"It tastes good, but it's not Instagrammable” is not a strange thing to say anymore. “Food porn” is another. We snort at photos of 70s dinner parties, but at the time, they were en vogue.
How food looks, how it’s photographed, is closely part of eating and cooking itself. But why, how’d we get here—why do photos of feasts do so well on Instagram and who’s contributed to the styles of food photography we’ve seen and see?
In Feast for the Eyes: The Story of Food in Photography, curator and writer Susan Bright has compiled a stunning, sweeping guide on the history and evolution of food in photography across centuries and across all platforms—in art, in science, journalism, cookbooks, commerce. For anyone who’s interested in how food looks and how people have chosen to capture its—gross, aspirational, political, emotional—essence, this book is for you.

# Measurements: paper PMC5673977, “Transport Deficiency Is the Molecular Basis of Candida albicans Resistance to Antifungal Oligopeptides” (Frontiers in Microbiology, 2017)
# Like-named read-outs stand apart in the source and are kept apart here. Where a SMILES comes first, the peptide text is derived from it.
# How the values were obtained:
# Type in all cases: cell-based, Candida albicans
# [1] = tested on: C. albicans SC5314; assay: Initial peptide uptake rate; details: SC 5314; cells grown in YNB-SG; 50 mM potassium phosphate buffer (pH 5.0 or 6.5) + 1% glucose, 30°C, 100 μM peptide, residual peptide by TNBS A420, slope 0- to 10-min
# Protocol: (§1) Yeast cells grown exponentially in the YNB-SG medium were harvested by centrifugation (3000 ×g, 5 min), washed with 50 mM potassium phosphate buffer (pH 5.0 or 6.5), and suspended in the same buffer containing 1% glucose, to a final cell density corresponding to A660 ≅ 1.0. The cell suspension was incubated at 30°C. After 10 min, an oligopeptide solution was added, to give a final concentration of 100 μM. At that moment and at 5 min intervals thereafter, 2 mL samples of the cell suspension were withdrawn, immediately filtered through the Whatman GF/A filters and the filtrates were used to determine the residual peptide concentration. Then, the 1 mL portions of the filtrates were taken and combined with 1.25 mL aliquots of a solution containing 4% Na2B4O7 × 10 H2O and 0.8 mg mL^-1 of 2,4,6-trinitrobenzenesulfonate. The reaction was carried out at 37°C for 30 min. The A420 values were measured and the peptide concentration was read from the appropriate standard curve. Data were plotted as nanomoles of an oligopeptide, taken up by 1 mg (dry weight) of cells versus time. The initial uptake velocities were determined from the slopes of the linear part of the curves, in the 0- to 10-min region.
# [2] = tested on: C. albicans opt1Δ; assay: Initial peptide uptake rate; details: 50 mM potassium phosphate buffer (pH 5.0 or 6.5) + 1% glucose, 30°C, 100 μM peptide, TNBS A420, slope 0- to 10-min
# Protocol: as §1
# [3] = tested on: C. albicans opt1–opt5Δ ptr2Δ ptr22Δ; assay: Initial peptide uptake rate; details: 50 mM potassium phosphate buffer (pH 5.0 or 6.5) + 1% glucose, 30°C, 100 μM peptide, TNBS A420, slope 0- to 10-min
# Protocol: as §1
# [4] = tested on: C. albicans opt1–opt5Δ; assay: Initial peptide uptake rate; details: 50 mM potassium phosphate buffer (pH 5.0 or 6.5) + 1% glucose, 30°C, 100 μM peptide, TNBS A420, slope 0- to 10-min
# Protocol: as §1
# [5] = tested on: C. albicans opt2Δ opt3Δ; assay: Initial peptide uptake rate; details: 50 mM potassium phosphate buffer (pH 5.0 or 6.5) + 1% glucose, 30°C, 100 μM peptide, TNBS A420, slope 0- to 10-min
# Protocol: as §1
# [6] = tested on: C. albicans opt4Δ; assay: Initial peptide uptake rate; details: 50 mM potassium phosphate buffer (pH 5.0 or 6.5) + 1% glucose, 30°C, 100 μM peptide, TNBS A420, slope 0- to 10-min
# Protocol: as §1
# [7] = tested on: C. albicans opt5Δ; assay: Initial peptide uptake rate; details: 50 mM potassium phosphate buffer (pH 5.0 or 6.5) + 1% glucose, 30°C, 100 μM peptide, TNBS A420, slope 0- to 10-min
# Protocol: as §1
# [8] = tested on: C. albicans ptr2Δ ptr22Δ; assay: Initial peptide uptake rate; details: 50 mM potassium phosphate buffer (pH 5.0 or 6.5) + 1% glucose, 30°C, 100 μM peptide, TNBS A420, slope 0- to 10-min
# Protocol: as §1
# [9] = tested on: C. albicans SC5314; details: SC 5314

It includes everything from the documentary-style still lifes of Charles Jones in the 1900s to the perplexing, slightly disgusting images of (unhealthy foods?) on Weight Watchers recipe cards in the 1970s, to the neurotically knolled food in IKEA’s cookbooks. What's better: Bright's commentary on the trailblazing photographers add humor and insight that establishes these images in the history of the time, and how it relates to today.
This is one of the most exciting food books I've seen in years.
The book comes out June 15, but we couldn’t keep it to ourselves until then (Amanda Hesser nearly skipped over to bring me the book). Below is a peek at just some of the ground-breaking photographs profiled in the book: